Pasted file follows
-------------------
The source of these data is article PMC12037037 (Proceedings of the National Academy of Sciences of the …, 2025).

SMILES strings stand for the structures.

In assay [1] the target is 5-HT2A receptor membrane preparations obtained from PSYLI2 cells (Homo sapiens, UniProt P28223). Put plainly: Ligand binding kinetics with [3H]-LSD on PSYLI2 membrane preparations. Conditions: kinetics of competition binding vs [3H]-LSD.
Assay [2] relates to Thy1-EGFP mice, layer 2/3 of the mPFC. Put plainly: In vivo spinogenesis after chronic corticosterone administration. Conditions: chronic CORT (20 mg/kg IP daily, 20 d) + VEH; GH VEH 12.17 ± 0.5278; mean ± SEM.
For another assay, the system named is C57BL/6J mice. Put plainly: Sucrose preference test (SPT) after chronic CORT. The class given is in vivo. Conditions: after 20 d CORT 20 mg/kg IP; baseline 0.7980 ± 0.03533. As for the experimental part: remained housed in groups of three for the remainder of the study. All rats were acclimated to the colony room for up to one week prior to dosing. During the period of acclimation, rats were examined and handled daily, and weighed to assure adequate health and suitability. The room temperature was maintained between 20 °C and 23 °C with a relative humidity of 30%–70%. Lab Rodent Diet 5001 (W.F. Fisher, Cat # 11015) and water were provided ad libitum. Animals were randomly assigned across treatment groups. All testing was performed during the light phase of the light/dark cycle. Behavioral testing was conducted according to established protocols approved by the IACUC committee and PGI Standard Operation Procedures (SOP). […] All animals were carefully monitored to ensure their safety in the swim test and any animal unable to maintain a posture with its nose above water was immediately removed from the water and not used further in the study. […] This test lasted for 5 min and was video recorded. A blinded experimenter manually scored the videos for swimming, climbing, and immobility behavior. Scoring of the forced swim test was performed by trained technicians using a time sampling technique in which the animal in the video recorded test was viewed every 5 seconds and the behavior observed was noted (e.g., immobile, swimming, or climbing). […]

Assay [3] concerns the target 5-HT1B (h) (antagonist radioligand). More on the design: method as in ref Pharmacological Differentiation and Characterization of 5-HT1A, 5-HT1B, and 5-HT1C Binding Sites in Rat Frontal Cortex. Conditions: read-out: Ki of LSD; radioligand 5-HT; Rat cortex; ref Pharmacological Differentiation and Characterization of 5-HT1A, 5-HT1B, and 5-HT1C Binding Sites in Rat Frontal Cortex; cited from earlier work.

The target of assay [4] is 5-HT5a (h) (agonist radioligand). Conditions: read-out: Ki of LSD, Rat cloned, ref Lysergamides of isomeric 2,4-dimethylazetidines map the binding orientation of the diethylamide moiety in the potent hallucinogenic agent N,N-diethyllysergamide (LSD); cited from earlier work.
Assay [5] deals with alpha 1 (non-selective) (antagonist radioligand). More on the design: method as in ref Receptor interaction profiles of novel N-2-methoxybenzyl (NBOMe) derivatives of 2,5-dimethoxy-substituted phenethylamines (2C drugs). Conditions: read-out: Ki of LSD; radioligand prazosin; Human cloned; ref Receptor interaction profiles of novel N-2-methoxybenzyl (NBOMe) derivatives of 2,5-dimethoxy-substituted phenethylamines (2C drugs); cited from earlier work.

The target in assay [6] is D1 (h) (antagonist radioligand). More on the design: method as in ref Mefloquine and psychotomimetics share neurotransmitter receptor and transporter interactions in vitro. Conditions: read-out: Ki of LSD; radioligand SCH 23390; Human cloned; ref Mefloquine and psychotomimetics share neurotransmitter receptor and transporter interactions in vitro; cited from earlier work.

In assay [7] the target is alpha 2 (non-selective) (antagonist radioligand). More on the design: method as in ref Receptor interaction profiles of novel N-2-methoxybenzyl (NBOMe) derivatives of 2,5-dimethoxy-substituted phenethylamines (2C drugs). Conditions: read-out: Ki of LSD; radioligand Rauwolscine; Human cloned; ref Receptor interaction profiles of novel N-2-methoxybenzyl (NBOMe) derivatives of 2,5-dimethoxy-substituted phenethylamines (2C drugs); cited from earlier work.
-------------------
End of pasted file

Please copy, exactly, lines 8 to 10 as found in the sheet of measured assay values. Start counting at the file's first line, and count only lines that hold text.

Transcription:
Assay [5] deals with alpha 1 (non-selective) (antagonist radioligand). More on the design: method as in ref Receptor interaction profiles of novel N-2-methoxybenzyl (NBOMe) derivatives of 2,5-dimethoxy-substituted phenethylamines (2C drugs). Conditions: read-out: Ki of LSD; radioligand prazosin; Human cloned; ref Receptor interaction profiles of novel N-2-methoxybenzyl (NBOMe) derivatives of 2,5-dimethoxy-substituted phenethylamines (2C drugs); cited from earlier work.

The target in assay [6] is D1 (h) (antagonist radioligand). More on the design: method as in ref Mefloquine and psychotomimetics share neurotransmitter receptor and transporter interactions in vitro. Conditions: read-out: Ki of LSD; radioligand SCH 23390; Human cloned; ref Mefloquine and psychotomimetics share neurotransmitter receptor and transporter interactions in vitro; cited from earlier work.

In assay [7] the target is alpha 2 (non-selective) (antagonist radioligand). More on the design: method as in ref Receptor interaction profiles of novel N-2-methoxybenzyl (NBOMe) derivatives of 2,5-dimethoxy-substituted phenethylamines (2C drugs). Conditions: read-out: Ki of LSD; radioligand Rauwolscine; Human cloned; ref Receptor interaction profiles of novel N-2-methoxybenzyl (NBOMe) derivatives of 2,5-dimethoxy-substituted phenethylamines (2C drugs); cited from earlier work.